The Fair Pension Guide Netherlands has assessed the Dutch pension sector on CSR issues for the second time, and found that responsible investment policies continue to be hugely inadequate.
The methodology of the Fair Finance Guide International, on which the assessment was based, is the most comprehensive ranking methodology worldwide on ESG issues. It covers private banks in 11 countries and now extends to pensions funds.
Since 2019 when the Dutch Pension Funds were first assessed as failing to have responsible investment policies, the Funds have added more policies to safeguard against investments that harm people and planet. However greater accountability is still needed.
Investments with global impact
Dutch Pension Funds invest billions in companies that through their operations have widespread impact and influence around the world. The Fair Pension Guide Netherlands assessed the publicly available investment policies of the ten largest Dutch Pension Funds across 15 diverse themes such as climate change, human rights and environment. In total, 44 scores went up compared to last year because of policy improvements made by the Funds. “Some really low scores are now creeping up towards the sufficient, but the Pension Funds still have a lot to do before we can talk about a sustainable pension sector. The sector manages a total of 1,400 billion euros and can really make a difference worldwide.” says Cor Oudes of PAX, on behalf of the Dutch Fair Pension Guide.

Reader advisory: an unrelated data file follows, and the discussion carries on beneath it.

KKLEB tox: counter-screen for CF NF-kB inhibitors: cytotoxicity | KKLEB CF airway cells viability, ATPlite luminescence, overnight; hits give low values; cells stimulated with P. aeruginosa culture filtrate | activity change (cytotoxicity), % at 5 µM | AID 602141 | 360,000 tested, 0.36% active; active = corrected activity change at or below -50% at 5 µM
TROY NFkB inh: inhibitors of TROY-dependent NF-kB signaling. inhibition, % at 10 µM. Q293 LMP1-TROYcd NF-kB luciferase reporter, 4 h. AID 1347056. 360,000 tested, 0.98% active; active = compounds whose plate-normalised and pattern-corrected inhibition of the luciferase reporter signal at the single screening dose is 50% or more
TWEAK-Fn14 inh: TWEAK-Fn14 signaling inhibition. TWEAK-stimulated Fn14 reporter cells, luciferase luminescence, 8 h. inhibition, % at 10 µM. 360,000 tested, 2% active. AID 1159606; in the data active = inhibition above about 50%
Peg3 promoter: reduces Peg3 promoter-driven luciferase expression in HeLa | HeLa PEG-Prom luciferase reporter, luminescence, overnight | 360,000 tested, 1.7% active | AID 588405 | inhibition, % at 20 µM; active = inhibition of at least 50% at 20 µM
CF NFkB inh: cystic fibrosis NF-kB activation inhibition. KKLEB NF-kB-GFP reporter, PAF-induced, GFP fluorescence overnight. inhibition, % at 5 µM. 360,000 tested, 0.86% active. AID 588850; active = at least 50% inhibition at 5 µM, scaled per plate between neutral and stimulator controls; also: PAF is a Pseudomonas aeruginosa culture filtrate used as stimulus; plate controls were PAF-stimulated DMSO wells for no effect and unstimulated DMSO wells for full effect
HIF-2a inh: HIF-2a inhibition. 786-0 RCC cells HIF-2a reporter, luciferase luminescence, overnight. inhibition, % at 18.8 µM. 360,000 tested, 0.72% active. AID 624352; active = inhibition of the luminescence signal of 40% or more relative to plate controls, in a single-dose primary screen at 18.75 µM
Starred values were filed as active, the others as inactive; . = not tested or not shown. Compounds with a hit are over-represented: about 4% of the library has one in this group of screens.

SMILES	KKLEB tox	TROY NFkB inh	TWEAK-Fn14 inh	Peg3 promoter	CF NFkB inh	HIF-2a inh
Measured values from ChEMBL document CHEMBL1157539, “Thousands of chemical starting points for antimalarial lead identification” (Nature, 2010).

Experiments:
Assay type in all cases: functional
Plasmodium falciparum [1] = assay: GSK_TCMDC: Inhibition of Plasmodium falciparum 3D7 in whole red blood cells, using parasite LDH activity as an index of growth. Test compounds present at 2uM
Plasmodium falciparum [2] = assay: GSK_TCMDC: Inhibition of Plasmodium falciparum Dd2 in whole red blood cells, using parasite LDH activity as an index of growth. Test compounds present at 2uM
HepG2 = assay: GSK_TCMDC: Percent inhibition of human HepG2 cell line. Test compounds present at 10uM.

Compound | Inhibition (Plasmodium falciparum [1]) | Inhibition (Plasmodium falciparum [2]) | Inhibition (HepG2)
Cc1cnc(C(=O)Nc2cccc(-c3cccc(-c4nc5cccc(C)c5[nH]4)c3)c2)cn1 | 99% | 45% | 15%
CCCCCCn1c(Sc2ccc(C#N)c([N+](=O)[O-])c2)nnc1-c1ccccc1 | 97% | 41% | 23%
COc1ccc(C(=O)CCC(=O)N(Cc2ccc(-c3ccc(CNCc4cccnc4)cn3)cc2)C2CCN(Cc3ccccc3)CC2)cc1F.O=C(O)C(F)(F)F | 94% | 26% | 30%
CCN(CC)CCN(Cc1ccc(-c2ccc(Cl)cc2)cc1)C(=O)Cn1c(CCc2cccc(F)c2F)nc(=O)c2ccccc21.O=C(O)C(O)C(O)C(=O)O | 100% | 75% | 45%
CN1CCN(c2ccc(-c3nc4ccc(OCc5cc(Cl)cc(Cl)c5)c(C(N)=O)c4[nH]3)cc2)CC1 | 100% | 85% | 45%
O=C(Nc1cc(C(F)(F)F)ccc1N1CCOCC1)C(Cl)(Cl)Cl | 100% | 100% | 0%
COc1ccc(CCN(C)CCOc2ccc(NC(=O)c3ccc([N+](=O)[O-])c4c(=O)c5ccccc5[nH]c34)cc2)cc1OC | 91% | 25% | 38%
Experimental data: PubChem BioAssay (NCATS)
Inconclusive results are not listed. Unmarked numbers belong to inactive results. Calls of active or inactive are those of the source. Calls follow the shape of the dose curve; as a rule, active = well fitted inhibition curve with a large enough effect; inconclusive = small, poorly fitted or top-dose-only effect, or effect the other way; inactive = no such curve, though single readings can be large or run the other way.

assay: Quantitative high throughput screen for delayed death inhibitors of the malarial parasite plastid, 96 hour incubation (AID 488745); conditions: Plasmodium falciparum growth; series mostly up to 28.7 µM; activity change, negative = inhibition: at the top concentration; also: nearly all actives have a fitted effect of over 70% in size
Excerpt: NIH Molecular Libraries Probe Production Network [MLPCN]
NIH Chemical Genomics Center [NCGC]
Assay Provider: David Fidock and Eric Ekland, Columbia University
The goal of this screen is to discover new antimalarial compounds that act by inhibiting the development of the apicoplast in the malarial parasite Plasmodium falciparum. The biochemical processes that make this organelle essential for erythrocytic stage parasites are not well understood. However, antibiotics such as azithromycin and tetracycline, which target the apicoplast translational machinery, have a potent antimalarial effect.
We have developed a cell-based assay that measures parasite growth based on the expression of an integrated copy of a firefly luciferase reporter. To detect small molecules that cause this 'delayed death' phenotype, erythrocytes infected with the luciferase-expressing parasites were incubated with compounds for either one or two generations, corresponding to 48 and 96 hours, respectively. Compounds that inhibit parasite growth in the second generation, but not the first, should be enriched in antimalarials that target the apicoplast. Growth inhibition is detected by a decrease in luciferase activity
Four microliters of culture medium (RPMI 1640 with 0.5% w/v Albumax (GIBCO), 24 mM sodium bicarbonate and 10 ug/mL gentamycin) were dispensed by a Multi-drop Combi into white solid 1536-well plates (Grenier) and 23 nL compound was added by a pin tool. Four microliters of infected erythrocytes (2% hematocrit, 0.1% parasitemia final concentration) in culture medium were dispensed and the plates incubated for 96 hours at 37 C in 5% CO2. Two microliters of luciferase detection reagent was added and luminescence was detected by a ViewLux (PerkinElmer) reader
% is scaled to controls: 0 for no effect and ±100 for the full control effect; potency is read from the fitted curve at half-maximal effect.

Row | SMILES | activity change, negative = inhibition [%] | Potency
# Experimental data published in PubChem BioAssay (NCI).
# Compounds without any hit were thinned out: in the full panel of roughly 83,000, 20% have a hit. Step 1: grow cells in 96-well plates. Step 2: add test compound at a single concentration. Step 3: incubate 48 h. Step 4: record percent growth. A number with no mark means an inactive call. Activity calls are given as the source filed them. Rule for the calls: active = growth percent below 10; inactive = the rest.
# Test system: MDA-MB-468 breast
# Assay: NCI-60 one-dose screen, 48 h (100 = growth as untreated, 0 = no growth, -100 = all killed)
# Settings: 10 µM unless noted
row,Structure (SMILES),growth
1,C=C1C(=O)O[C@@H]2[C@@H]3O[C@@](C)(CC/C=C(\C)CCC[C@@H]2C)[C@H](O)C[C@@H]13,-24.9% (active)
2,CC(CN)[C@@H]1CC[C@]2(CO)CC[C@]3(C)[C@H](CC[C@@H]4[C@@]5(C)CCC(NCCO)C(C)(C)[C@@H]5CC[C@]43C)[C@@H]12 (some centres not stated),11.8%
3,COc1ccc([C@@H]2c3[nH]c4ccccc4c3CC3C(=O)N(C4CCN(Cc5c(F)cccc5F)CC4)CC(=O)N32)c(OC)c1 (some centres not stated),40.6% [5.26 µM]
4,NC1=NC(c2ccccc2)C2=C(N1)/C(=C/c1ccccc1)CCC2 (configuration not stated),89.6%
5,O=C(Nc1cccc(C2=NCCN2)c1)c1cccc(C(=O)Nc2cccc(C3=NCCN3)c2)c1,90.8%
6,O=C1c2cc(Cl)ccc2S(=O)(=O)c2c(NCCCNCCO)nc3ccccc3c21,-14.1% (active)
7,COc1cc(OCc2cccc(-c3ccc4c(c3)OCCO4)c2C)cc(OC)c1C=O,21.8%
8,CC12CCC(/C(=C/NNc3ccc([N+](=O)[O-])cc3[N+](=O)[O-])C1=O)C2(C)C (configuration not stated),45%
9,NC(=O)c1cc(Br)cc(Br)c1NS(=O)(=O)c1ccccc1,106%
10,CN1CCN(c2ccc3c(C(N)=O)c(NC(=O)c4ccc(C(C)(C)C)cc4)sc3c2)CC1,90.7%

Overinvested in fossil fuels
The funds implemented 23 improvements in their investment policy to combat climate change, the majority of which were by ABP, the biggest pension fund in the EU. Thanks to those improvements, ABP now scores the highest of the ten funds for climate, but it still only scores 4 out of 10. One of the reasons is that ABP shows too little ambition in phasing out oil and gas investments.
Environment and animal welfare overlooked
All the Pension Funds continue to score very poorly in the way they account for the environment and animal welfare when investing. Across the board the Funds hardly consider the negative impact that companies can have on biodiversity. In addition none of the funds recognize even the most basic values regarding animal welfare. All funds therefore score just 1 on this topic - the lowest score. The only positive in this area is that Metal and Engineering Funds PME and PMT decided to stop investing in fur-producing companies. BPL Pension had already excluded those companies.
Some progress but more required
Overall Pension Fund PMT achieved nine higher scores due to improved policies, whilst eight scores increased for ABP, BPL Pensioen and Pensioenfonds Horeca & Catering. Progress has been made by ABP, BPL Pension and PMT on their human rights policies and so these Funds have moved from a very low score on this topic to a higher one, however PMT is still the only Fund to achieve a satisfactory score of 6 for human rights.
Half of the Funds now score an ‘almost sufficient’ for labor rights, in the main because they adhere to international guidelines requiring, for example, that companies ensure safe working conditions. In addition, four Funds, including the Pensioenfonds Horeca & Catering, developed more and better policies with regards to health. However, none of the Funds has scored satisfactory on that topic either.
Not all Funds improved their policies however, the Transport & Logistics sector Pensioenfonds Vervoer made virtually no improvements.
Read the English summary of the report here.
Check the scores and the Dutch report.